The following policy brief has been commissioned by The Canadian Continence Foundation (TCCF) to help government address the unmet needs of Canadians living with incontinence. Incontinence is a chronic condition that continues to carry an enormous stigma. Incontinence can impact all parts of a
persons’ life: social interactions, sex life, ability to work, travel, play sports, and participate in community life.

An extremely conservative estimate of the prevalence of incontinence in Canada indicates that 7% of Canadian women and 3.5% of Canadian men experience moderate to severe incontinence on a daily basis.  Many studies suggest that the prevalence is significantly higher. Incontinence takes a serious
emotional toll on those living with the condition. Women living with incontinence are more likely to suffer from depression than their continent peers. In one study, urinary incontinence, Alzheimer’s disease and stroke were the three chronic conditions found to most adversely affect an individuals’ health-related quality of life.

Incontinence is not only costly to individuals, but also to employers and the health care system.  An individual with incontinence will spend $1,500 per year on products. Furthermore, incontinence costs Canadian employers over 11 million days of lost work, and over $1.5 billion in lost productivity. Incontinence will also add $1.9 billion in health care costs to the Canadian system on a yearly basis.  In total, incontinence will cost Canadians nearly $5.6 billion annually.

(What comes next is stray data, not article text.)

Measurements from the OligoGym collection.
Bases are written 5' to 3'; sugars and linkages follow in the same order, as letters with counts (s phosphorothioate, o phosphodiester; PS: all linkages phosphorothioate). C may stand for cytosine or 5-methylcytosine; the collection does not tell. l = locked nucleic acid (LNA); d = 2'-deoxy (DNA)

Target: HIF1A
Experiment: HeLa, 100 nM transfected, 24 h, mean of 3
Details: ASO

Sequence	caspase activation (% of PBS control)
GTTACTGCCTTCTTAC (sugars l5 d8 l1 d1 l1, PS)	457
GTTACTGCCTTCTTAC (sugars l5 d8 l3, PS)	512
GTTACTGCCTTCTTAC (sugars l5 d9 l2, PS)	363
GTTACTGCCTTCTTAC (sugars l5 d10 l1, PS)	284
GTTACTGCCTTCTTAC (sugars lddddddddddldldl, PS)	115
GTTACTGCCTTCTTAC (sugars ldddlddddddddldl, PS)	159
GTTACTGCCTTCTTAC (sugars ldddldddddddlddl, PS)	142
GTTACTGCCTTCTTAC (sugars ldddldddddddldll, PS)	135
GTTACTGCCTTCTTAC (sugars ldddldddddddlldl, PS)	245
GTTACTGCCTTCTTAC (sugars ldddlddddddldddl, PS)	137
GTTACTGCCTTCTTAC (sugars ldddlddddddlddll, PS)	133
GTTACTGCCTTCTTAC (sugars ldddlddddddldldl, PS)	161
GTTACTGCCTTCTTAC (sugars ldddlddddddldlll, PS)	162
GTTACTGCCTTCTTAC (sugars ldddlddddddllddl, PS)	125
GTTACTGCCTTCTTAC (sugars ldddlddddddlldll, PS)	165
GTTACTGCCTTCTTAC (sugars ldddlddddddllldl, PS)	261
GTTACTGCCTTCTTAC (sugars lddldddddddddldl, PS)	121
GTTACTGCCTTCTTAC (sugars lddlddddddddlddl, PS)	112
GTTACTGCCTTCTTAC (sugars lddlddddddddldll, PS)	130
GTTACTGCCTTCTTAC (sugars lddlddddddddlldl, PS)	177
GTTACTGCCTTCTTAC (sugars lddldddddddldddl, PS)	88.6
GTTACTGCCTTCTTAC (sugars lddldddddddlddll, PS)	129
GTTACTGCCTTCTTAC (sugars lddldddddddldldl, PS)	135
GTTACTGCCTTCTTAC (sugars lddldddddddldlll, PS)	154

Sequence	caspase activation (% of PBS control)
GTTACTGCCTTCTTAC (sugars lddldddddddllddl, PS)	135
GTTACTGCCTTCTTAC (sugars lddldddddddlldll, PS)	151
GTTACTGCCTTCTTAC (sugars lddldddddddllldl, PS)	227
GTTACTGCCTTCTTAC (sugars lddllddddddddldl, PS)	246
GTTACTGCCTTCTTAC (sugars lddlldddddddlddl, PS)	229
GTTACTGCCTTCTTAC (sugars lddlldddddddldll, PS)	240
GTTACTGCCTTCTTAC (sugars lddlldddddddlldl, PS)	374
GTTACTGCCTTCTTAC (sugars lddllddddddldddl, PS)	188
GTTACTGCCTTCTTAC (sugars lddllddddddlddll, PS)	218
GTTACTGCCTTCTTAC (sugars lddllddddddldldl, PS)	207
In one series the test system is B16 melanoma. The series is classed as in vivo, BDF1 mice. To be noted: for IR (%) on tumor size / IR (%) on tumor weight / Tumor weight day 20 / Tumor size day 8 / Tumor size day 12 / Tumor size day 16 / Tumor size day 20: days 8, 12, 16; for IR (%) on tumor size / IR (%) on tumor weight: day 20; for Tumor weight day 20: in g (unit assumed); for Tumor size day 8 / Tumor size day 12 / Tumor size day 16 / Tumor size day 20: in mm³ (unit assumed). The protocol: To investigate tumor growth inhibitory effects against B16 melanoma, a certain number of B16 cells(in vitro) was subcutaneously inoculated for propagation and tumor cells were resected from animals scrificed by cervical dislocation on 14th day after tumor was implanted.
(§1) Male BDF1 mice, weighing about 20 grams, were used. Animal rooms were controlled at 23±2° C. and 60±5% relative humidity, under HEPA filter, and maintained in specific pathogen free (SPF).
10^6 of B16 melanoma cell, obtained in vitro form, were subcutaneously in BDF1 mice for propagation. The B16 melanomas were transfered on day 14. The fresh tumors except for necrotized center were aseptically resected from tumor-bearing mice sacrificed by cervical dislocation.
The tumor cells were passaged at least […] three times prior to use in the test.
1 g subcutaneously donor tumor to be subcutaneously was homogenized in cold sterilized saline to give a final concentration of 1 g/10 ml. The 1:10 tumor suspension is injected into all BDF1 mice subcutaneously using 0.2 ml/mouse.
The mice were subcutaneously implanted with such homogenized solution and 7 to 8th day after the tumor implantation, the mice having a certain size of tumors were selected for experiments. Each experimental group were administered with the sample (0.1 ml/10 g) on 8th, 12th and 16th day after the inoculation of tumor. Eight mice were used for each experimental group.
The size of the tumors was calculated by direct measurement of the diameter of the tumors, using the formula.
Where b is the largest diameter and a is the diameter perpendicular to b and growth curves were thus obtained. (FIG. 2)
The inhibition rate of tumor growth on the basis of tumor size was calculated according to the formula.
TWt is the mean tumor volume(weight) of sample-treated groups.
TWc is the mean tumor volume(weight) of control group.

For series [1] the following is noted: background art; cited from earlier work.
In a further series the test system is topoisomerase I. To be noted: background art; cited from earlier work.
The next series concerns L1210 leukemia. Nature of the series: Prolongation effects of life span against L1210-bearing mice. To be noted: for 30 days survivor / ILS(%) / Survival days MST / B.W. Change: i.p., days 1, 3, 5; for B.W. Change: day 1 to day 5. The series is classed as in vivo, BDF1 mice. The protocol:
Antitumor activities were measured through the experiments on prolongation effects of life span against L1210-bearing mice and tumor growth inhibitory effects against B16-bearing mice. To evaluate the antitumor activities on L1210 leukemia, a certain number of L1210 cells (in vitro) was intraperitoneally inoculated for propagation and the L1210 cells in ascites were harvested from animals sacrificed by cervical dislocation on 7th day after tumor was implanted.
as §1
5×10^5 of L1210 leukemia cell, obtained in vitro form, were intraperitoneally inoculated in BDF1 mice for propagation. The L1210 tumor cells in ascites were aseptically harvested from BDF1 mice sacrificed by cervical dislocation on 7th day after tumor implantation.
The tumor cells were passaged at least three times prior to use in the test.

The Canadian Continence Foundation proposes the following to policy makers:

  • Increase education about incontinence to both the public and health professionals.
  • Include access to urinary incontinence treatments in the wait times strategy.
  • Increase funding to allow for more treatment to be provided to people with stress incontinence, such as surgical correction of stress incontinence with slings. As a first step, the Canadian Continence Foundation urges the Ontario government to provide $16 million in dedicated funding for mid urethral sling procedures to ensure that incontinent individuals are treated in a timely manner.
  • Fund the creation of community-based continence care clinics.
  • Increased funding to allow access to conservative treatments and therapies.
  • Include all drugs to treat urinary incontinence on provincial formularies.
  • Increase the daily funding allotment for absorbent products in long term care facilities to allow the use of a new diaper as required.
  • Increase funding for the purchase of absorbent products for those individuals living on fixed incomes.
  • Increase funding for the purchase of catheters for individuals living in the community and in institutions.